Salt Lake City police apologized Friday for arresting a nurse who, citing hospital policy, refused to let officers draw blood from an unconscious crash victim. The arrest of Alex Wubbels, who was later released without charge, was captured on body camera video that the police chief said was alarming.
The incident happened July 26, when a crash victim was admitted to the University of Utah Hospital burn unit in a coma. Though the man was not a suspect in the wreck, which killed the other driver, police asked for his blood to be drawn.
Wubbels, the charge nurse in the burn unit, presented the officers with a printout of hospital policy on drawing blood and said their request did not meet the criteria. Hospital policy specified police needed either a judge’s order or the patient’s consent, or the patient needed to be under arrest, before obtaining a blood sample.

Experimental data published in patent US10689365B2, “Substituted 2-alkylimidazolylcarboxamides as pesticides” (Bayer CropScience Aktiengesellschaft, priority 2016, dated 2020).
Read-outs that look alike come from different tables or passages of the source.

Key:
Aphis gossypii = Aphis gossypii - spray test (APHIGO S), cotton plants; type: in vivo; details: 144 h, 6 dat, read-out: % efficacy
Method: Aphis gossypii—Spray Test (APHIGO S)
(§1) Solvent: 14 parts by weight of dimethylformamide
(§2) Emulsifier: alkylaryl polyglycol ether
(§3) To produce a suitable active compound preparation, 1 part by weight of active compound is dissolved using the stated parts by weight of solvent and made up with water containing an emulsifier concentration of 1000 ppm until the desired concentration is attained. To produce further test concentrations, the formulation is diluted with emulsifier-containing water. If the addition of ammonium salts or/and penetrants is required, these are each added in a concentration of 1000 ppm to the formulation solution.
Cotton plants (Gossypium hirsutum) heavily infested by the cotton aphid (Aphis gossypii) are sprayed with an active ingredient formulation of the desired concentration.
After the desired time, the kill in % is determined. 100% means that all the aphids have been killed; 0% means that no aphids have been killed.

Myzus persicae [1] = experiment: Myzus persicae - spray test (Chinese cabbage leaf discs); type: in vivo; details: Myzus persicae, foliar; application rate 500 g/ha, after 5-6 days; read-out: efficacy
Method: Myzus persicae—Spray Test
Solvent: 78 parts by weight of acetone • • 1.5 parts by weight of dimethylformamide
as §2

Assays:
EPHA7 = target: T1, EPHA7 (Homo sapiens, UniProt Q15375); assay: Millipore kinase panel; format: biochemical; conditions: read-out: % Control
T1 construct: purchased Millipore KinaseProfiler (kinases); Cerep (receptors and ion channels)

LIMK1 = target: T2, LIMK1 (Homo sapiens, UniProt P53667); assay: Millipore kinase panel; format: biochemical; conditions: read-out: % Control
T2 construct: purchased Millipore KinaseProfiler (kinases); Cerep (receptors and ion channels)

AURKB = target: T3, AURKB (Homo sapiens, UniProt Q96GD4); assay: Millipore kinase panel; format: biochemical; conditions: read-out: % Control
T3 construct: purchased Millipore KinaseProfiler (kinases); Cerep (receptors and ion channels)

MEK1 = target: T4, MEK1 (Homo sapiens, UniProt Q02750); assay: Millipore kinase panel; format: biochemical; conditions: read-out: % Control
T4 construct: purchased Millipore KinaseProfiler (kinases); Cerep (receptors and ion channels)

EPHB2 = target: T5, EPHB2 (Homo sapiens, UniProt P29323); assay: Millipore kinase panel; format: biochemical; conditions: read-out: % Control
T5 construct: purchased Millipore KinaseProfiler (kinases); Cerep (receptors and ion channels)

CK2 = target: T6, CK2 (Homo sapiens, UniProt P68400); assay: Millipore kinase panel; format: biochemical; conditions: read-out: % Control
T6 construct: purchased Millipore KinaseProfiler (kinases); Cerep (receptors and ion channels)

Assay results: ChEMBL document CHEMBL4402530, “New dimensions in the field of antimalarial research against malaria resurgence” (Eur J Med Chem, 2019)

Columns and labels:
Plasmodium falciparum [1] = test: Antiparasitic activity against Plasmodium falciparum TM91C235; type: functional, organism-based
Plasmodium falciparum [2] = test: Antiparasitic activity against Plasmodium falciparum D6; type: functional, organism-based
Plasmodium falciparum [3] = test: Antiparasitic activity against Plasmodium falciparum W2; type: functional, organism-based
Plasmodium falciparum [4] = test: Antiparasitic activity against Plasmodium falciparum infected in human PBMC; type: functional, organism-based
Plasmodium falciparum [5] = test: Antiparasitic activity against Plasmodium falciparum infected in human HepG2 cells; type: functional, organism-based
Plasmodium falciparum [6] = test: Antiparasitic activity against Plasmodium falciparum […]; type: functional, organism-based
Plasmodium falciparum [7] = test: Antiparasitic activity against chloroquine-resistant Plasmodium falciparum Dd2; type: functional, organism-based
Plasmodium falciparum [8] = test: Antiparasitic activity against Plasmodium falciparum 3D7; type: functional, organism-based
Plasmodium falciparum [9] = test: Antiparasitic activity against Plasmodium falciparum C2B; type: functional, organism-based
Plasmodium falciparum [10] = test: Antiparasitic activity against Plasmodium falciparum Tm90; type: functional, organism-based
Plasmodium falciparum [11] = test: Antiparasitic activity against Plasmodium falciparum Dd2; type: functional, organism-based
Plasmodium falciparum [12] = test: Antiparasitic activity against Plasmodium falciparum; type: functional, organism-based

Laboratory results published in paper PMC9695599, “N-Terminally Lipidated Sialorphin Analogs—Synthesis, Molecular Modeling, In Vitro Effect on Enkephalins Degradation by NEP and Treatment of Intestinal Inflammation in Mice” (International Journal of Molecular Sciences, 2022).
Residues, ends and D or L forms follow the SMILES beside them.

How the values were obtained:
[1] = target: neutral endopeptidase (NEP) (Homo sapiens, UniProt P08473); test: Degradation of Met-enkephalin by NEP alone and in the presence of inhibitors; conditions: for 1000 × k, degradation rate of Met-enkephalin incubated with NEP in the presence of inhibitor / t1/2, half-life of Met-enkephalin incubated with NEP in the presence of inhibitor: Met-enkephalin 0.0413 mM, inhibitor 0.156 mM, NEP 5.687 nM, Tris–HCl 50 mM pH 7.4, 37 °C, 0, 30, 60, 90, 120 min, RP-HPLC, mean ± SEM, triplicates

Wubbels’ attorney, Karra Porter, said Friday the university and Salt Lake City police had agreed to the policy more than a year ago and “the officers here appeared to be unaware of” it.
“There’s no dispute that the blood draw policy was jointly prepared and in effect for quite some time,” Porter said.
After Wubbels refuses, the video shows Salt Lake police Det. Jeff Payne walk quickly over to Wubbels, who backs away as he says, “Oh, please. We’re done here. We’re done. We’re done.”
Wubbels shrieks as Payne forces her out the door toward a police car. She screams for him to stop, saying, “I’ve done nothing wrong! I’ve done nothing wrong! Why is this happening? This is crazy!”
She asks out loud why the officer is “so angry.”
In a police report, Payne said that when he arrived to the hospital, Wubbels said he needed to get permission from the hospital administrators.
After more than an hour of waiting, Payne said, he called his supervisor who advised him to arrest Wubbels if she refused to let him draw a blood sample.
“I told them we wanted to blood sample to protect him, not punish him,” he wrote.
An after-hours message left with the Salt Lake Police Association, the union representing officers, regarding Payne’s status was not immediately returned.